Tuesday, January 19, 2021

Manstopper by Douglas Borton (1988): If Dogs Run Free

Vintage "animal attack" horror novels run a gamut in quality, from the classic to the why bother, from the pretty good to the not bad, from the so bad-it's-good to I think it's just dumb-bad—not to mention the flat-out WTF! So where does my first read of the new year, a brief novel of killer dogs on the loose called Manstopper, by Douglas Borton, fit on the list? I'm going to say between "pretty good" and "not bad." Unexpectedly tough n’ gnarly, this 1988 paperback original from Onyx/New American Library pulls no punches, and is written with a clear eye for typical suspense/horror scenarios injected with high-test potency for maximum-impact canine carnage. 

"Douglas Borton" is a pseudonym of suspense author Michael Prescott—under which Manstopper has been reprinted today—and used for four other novels, also published by Onyx

Manstopper comes ripping out of the gate, telling us what killers these trained dogs are you're about to meet, the simplest  security system, and the most perfect. These babies cost upwards of two large, but for something that cannot be reasoned with or bribed or befriended or outwitted or evaded, you know these puppies gotta be worth it. And pity poor van driver Mike Tuttle, whose cargo is four of these finely-tuned slobbering attack machines. And if that's not bad enough, Mike has the ill-considered idea to pick up a hitchhiker on this cold October night. Then things go sideways, literally even, for driver Mike as the no-shit surprise of the hitchhiker pulls a knife on him and forces him off the highway down a dirt road... The monsters now are loose: It was the morning of Tuesday, October 21, and though Sea Cove, New Jersey didn't know it yet, Halloween was coming early this year.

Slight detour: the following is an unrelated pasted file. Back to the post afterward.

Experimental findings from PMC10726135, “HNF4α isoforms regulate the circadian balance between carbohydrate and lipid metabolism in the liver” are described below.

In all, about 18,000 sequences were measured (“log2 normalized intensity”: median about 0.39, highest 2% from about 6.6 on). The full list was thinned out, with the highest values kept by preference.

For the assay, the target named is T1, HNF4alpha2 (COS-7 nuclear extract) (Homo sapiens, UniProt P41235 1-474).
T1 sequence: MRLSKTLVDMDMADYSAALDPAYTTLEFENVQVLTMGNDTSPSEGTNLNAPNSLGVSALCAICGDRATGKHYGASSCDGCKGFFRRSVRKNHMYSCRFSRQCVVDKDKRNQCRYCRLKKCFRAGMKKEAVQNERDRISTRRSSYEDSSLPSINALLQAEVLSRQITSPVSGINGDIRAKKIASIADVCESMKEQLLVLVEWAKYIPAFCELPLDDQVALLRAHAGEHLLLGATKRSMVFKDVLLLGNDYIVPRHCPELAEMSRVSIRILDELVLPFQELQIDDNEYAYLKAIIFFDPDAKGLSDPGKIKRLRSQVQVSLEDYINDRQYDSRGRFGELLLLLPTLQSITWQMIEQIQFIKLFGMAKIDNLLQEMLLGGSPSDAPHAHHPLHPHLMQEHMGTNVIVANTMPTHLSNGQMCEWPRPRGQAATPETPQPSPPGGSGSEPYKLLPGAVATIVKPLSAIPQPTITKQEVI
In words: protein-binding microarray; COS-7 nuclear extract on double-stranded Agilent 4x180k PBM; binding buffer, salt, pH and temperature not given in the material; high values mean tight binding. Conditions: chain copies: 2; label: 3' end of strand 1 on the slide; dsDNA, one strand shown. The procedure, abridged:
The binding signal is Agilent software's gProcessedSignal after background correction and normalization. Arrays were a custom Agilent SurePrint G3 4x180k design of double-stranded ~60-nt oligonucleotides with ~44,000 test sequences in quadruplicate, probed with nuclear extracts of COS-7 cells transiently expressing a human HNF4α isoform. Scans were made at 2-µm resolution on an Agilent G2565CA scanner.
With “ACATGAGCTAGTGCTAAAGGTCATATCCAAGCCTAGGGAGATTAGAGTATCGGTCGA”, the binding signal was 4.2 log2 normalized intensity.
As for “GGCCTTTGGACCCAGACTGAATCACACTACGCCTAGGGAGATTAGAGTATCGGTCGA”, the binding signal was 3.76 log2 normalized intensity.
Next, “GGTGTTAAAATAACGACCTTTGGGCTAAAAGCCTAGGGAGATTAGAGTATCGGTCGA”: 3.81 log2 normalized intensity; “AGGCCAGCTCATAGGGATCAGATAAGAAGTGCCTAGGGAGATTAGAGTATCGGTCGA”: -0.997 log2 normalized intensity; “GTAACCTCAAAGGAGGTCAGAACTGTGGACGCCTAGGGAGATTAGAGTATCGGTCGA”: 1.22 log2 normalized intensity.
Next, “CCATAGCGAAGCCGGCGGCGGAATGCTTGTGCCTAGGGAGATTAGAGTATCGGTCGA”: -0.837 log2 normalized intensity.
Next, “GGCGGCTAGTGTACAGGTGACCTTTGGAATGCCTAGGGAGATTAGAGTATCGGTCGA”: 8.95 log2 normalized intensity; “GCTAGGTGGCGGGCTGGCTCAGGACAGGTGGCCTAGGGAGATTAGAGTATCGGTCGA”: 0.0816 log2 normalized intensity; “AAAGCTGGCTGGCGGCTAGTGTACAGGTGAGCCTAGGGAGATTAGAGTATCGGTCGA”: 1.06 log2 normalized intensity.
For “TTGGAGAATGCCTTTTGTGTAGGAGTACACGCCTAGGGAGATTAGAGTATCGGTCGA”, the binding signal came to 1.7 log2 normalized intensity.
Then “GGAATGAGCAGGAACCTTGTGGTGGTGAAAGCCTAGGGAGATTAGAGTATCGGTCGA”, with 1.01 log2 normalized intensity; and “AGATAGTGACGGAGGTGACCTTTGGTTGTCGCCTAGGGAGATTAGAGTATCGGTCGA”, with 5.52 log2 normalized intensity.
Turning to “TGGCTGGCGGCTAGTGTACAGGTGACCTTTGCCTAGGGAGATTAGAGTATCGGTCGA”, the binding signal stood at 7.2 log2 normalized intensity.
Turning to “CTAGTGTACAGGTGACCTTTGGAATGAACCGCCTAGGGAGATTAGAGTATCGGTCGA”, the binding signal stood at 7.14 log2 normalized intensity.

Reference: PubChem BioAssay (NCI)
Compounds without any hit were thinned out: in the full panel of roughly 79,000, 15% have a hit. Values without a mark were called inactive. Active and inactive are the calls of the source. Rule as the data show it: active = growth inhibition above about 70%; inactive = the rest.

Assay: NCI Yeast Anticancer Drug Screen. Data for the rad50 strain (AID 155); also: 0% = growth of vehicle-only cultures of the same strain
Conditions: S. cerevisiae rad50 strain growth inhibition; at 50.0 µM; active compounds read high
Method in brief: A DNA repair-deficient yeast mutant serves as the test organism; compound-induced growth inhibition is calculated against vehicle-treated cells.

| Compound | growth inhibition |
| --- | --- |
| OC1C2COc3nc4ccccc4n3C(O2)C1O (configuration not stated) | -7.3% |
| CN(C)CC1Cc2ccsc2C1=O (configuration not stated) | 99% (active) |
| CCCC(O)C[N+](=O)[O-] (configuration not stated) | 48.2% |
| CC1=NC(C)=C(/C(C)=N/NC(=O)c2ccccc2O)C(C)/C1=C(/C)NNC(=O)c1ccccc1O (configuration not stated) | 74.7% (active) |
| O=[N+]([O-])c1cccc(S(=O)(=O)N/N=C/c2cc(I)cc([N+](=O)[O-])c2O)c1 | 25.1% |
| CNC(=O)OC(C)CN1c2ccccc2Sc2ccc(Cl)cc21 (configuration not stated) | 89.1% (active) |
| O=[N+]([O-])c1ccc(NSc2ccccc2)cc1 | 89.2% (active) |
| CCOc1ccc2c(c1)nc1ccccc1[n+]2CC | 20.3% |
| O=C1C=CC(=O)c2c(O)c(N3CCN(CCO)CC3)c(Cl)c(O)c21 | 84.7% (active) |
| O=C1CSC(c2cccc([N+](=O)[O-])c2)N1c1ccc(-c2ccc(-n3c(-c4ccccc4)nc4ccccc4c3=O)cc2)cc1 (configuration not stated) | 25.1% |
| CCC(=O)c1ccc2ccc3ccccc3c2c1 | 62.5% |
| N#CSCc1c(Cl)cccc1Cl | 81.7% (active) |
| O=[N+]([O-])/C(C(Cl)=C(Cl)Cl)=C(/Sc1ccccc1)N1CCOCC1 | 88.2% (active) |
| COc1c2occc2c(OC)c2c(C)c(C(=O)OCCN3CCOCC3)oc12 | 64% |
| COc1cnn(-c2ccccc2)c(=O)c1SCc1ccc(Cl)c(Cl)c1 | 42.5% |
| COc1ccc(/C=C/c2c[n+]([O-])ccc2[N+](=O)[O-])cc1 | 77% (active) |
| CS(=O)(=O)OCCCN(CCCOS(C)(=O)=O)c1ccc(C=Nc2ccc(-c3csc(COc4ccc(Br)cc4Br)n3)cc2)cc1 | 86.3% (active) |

Borton next introduces our cast of characters, in the usual paperback fashion. Alex Driscoll the small-town reporter; Ben Harper the small-town sheriff; Jessica "everybody calls me Jesse" Blair the small-town love interest; the Gaines family, their headstrong little girl and her beloved little dog Buster; a psycho killer now going by the name "Mike Tuttle"; and the mysterious Karl Masterson, the man with the tragic past who trained these animals to be the finest security available. Borton does a perfectly competent job of linking the characters, describing their lives and their work, and definitely at a bit more convincing level than many other paperback horror writers.
Less a horror novel, more a hard-edged thriller, Borton gets into the down-and-dirty with both fists, writing solid, if familiar, dog-attack scenes charged with adrenaline. Various characters are dispatched in stalk-and-kill set-ups that drip with dread. A woman defending her wounded husband and child offers an incredibly tense sequence, as well as a radio DJ working the overnight whose standard delivery order of a pizza-with-everything comes with an unexpected side of enraged, murderous Doberman. Called in to heel the cursed curs he trained, Masterson tells the authorities this won't be a simple task; these animals have been bred to survive at all costs: 
"[Razor] places a very high value on self-preservation. He would not fight a losing battle. Against overwhelming odds, he would the first to cut and run. Not out of cowardice, but cunning. And you couldn't stop him. His reflexes are quicker than yours—or mine."
Masterson talking about the deadly, finely-honed skills of his charges reminded me of First Blood relationship between Rambo and Colonel Trautman; as I said, most often the novel reads like a thriller with some typical horror moments scattered about. Not a bad thing, but not what I was expecting.

Sure, Manstopper hits bum notes, same as so many other Eighties genre paperbacks—I can do without the thought processes of horny teens, flirty grown-ups, and goggle-eyed children for the rest of my horror-reading life, while the psycho killer subplot is too conveniently slotted in to justify that "horror" tag on the spine—but provides other pleasures that offset those well-worn cliches. Borton excels at depicting animal mayhem, which is why you picked up the book in the first place, right? The chapters devoted to the dogs' point of view offer vivid, chilling glimpses of their bloodthirsty nature: